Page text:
Youths’ Climate Lawsuit Dismissed by Washington State Court

Published August 22, 2018

A climate change lawsuit filed against the state of Washington by a group of 13 youth activists was dismissed by a King County Superior Court Judge.

The 13 plaintiffs, represented by Our Children’s Trust, a nonprofit organization purporting to represent youths’ and future generations’ ‘legal right to a secure climate and a healthy atmosphere,’ argue Washington is violating their constitutional rights to a healthy environment by maintaining an energy and transportation system dependent on fossil fuels which, they claim, are causing dangerous climate change.

Judge Michael Scott granted the state’s motion to dismiss Aji P. v. State of Washington on August 14, ruling the issues the plaintiffs raised in the case are political questions which must be addressed at the federal level by the U.S. Congress and the president, not by state courts.

Judicial Trend

In a statement responding to the court’s ruling, Our Children’s Trust said it was “saddened” and “heartbroken” by Scott’s decision to dismiss the case without allowing its clients’ claims to go to trial.

Scott’s dismissal represents his recognition the legislative and executive branches of government, not the courts, are the appropriate places to handle complex matters affecting energy use, says Peter Ferrara, senior fellow for legal affairs with The Heartland Institute, which publishes Environment & Climate News.

“The court in this case now follows a growing trend in the judiciary to rule, consistent with the Constitution’s Separation of Powers, that the courts are not the place to resolve the complex issues surrounding climate change or global warming,” Ferrara said. “Such decisions are most appropriately reserved for the politically accountable government branches, which can best weigh the costs of irreplaceable fossil fuels against the enormous benefits.”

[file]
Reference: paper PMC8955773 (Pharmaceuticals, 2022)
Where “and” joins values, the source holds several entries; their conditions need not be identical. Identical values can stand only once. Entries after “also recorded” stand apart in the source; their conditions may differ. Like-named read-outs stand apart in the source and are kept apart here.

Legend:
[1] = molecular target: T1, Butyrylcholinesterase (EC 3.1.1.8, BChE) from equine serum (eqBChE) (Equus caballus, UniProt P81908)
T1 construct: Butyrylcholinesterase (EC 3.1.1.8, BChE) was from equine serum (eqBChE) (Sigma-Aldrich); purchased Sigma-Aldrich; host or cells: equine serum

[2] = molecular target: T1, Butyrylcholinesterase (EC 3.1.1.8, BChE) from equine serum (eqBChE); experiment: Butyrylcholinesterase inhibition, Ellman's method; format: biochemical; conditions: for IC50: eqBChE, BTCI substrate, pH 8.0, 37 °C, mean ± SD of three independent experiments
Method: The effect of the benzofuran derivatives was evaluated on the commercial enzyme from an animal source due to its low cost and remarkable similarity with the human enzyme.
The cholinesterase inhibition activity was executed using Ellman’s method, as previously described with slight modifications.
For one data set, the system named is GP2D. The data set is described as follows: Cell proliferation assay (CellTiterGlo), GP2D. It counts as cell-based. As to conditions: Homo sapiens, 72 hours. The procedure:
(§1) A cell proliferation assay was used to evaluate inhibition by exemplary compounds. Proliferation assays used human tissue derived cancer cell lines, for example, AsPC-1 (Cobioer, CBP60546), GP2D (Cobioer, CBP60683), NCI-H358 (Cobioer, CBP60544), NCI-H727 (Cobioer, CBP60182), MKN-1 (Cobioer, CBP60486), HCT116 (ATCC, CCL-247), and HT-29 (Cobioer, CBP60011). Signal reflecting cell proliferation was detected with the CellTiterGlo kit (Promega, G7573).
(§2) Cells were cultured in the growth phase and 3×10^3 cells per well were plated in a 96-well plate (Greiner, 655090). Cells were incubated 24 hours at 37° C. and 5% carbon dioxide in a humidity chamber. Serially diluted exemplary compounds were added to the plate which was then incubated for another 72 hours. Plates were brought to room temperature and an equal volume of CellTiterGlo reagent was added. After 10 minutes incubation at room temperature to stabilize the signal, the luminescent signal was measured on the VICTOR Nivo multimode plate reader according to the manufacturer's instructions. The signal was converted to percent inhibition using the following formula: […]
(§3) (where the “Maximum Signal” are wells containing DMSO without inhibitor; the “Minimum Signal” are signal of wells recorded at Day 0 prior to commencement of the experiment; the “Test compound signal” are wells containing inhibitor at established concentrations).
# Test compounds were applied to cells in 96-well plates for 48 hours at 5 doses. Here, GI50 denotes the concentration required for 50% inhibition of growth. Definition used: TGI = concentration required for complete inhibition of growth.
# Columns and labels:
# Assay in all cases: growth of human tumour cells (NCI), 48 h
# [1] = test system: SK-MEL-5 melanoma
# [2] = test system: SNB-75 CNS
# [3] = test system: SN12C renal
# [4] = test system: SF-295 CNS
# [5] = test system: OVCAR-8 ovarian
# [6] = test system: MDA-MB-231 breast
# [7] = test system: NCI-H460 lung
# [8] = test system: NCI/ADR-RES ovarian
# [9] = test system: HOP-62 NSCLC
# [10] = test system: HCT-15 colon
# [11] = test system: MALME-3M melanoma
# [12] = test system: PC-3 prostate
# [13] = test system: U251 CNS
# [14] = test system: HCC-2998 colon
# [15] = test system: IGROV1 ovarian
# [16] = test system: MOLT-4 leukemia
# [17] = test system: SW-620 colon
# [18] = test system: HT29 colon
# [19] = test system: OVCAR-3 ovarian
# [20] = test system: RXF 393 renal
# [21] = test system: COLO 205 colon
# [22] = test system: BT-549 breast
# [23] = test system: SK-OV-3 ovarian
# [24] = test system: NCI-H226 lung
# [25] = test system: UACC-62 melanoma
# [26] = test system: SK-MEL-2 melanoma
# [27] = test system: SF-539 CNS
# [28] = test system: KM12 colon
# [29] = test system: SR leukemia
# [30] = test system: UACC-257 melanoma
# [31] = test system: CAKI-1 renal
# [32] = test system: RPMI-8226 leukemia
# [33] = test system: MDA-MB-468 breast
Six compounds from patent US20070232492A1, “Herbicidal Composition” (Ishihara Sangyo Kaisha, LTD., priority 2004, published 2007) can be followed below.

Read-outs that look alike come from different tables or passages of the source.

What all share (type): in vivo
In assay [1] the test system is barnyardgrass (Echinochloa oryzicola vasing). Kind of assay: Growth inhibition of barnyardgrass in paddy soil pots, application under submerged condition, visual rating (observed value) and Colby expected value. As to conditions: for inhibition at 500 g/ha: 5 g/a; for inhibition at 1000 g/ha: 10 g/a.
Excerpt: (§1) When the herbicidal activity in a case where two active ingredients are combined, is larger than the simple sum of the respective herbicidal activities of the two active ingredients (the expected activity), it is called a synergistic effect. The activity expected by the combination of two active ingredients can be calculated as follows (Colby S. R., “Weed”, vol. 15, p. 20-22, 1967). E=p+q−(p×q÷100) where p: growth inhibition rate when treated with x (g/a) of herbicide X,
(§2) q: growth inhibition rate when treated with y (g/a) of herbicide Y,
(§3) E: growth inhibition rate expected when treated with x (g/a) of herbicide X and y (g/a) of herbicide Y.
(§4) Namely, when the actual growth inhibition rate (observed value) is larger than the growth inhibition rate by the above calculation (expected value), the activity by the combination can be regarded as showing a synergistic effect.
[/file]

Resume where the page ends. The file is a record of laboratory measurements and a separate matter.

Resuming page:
Federal Suit Continues

Despite the loss in state court, a federal lawsuit brought by Our Children’s Trust on behalf of youth plaintiffs is scheduled to be heard in a federal district court in Eugene, Oregon on October 29.

The U.S. Supreme Court denied the U.S. Justice Department’s request for a stay in the climate lawsuit Juliana v. United States.

The Supreme Court called the request for a stay “premature,” dismissing the federal government’s request without prejudice, meaning the government can seek a stay in the future.

While denying the request for a stay, the Court stated the “breadth of [the plaintiffs’] claims is striking” and ordered the District Court to take the federal government’s “concerns into account in assessing the burdens of discovery and trial, as well as the desirability of a prompt ruling on the Government’s pending dispositive motions.”

Ferrara says the Supreme Court’s preliminary decision is unsurprising.

“I am not surprised the Supreme Court allowed this lawsuit to go forward, as it has historically been loath to intervene in lower court cases before they have even gone to trial,” said Ferrara.

Kenneth Artz ([email protected]) writes from Dallas, Texas.